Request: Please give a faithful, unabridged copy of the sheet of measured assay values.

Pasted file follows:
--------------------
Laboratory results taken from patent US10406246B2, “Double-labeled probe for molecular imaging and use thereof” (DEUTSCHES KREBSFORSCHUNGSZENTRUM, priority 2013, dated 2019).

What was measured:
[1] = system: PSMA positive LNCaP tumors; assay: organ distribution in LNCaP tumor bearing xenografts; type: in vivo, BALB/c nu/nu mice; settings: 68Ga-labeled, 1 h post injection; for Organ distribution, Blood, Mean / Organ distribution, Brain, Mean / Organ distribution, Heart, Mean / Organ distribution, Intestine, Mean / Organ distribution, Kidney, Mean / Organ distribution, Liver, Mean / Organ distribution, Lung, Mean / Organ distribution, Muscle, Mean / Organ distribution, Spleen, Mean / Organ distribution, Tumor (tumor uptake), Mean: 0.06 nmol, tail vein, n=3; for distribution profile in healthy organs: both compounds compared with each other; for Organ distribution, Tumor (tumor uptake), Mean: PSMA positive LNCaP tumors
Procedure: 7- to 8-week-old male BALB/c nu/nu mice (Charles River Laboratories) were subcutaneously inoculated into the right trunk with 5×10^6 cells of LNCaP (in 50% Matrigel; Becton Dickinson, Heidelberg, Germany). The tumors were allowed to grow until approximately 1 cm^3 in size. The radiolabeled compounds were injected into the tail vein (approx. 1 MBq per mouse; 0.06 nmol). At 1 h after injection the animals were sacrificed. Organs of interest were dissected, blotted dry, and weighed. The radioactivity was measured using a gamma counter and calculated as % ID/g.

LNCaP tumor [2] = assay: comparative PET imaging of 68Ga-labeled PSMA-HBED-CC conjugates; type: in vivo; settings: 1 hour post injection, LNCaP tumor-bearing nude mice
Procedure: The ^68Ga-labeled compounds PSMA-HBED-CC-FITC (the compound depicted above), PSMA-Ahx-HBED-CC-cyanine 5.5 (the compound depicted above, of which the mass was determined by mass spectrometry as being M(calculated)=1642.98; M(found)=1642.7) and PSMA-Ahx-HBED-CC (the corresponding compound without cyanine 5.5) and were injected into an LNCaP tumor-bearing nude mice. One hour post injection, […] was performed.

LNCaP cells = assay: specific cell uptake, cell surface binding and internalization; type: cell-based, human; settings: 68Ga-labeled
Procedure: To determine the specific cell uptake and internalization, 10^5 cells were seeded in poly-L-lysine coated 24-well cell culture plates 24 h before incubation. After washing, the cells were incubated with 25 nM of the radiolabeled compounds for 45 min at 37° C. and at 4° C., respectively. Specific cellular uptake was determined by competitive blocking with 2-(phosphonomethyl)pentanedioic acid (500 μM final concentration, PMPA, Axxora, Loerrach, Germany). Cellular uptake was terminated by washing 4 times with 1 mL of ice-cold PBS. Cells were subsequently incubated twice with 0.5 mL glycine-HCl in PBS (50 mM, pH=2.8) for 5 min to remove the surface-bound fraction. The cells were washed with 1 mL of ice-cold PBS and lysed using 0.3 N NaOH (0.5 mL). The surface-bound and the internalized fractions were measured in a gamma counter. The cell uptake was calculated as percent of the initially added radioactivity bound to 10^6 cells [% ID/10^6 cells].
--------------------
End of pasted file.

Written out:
Laboratory results taken from patent US10406246B2, “Double-labeled probe for molecular imaging and use thereof” (DEUTSCHES KREBSFORSCHUNGSZENTRUM, priority 2013, dated 2019).

What was measured:
[1] = system: PSMA positive LNCaP tumors; assay: organ distribution in LNCaP tumor bearing xenografts; type: in vivo, BALB/c nu/nu mice; settings: 68Ga-labeled, 1 h post injection; for Organ distribution, Blood, Mean / Organ distribution, Brain, Mean / Organ distribution, Heart, Mean / Organ distribution, Intestine, Mean / Organ distribution, Kidney, Mean / Organ distribution, Liver, Mean / Organ distribution, Lung, Mean / Organ distribution, Muscle, Mean / Organ distribution, Spleen, Mean / Organ distribution, Tumor (tumor uptake), Mean: 0.06 nmol, tail vein, n=3; for distribution profile in healthy organs: both compounds compared with each other; for Organ distribution, Tumor (tumor uptake), Mean: PSMA positive LNCaP tumors
Procedure: 7- to 8-week-old male BALB/c nu/nu mice (Charles River Laboratories) were subcutaneously inoculated into the right trunk with 5×10^6 cells of LNCaP (in 50% Matrigel; Becton Dickinson, Heidelberg, Germany). The tumors were allowed to grow until approximately 1 cm^3 in size. The radiolabeled compounds were injected into the tail vein (approx. 1 MBq per mouse; 0.06 nmol). At 1 h after injection the animals were sacrificed. Organs of interest were dissected, blotted dry, and weighed. The radioactivity was measured using a gamma counter and calculated as % ID/g.

LNCaP tumor [2] = assay: comparative PET imaging of 68Ga-labeled PSMA-HBED-CC conjugates; type: in vivo; settings: 1 hour post injection, LNCaP tumor-bearing nude mice
Procedure: The ^68Ga-labeled compounds PSMA-HBED-CC-FITC (the compound depicted above), PSMA-Ahx-HBED-CC-cyanine 5.5 (the compound depicted above, of which the mass was determined by mass spectrometry as being M(calculated)=1642.98; M(found)=1642.7) and PSMA-Ahx-HBED-CC (the corresponding compound without cyanine 5.5) and were injected into an LNCaP tumor-bearing nude mice. One hour post injection, […] was performed.

LNCaP cells = assay: specific cell uptake, cell surface binding and internalization; type: cell-based, human; settings: 68Ga-labeled
Procedure: To determine the specific cell uptake and internalization, 10^5 cells were seeded in poly-L-lysine coated 24-well cell culture plates 24 h before incubation. After washing, the cells were incubated with 25 nM of the radiolabeled compounds for 45 min at 37° C. and at 4° C., respectively. Specific cellular uptake was determined by competitive blocking with 2-(phosphonomethyl)pentanedioic acid (500 μM final concentration, PMPA, Axxora, Loerrach, Germany). Cellular uptake was terminated by washing 4 times with 1 mL of ice-cold PBS. Cells were subsequently incubated twice with 0.5 mL glycine-HCl in PBS (50 mM, pH=2.8) for 5 min to remove the surface-bound fraction. The cells were washed with 1 mL of ice-cold PBS and lysed using 0.3 N NaOH (0.5 mL). The surface-bound and the internalized fractions were measured in a gamma counter. The cell uptake was calculated as percent of the initially added radioactivity bound to 10^6 cells [% ID/10^6 cells].